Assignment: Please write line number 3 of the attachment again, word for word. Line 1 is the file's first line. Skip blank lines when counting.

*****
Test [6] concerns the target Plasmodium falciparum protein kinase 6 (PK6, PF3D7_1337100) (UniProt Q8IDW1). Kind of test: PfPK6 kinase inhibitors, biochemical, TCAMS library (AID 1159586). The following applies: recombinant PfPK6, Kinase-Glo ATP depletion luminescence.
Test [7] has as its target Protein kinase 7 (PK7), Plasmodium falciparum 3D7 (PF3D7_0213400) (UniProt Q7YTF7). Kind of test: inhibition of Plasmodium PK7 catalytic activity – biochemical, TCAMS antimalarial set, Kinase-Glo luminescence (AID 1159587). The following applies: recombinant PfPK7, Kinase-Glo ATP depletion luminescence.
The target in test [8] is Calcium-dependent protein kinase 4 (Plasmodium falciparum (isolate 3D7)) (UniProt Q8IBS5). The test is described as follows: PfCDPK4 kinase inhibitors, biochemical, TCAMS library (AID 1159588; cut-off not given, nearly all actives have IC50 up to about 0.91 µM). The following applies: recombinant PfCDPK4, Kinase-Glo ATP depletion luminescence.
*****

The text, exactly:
The target in test [8] is Calcium-dependent protein kinase 4 (Plasmodium falciparum (isolate 3D7)) (UniProt Q8IBS5). The test is described as follows: PfCDPK4 kinase inhibitors, biochemical, TCAMS library (AID 1159588; cut-off not given, nearly all actives have IC50 up to about 0.91 µM). The following applies: recombinant PfCDPK4, Kinase-Glo ATP depletion luminescence.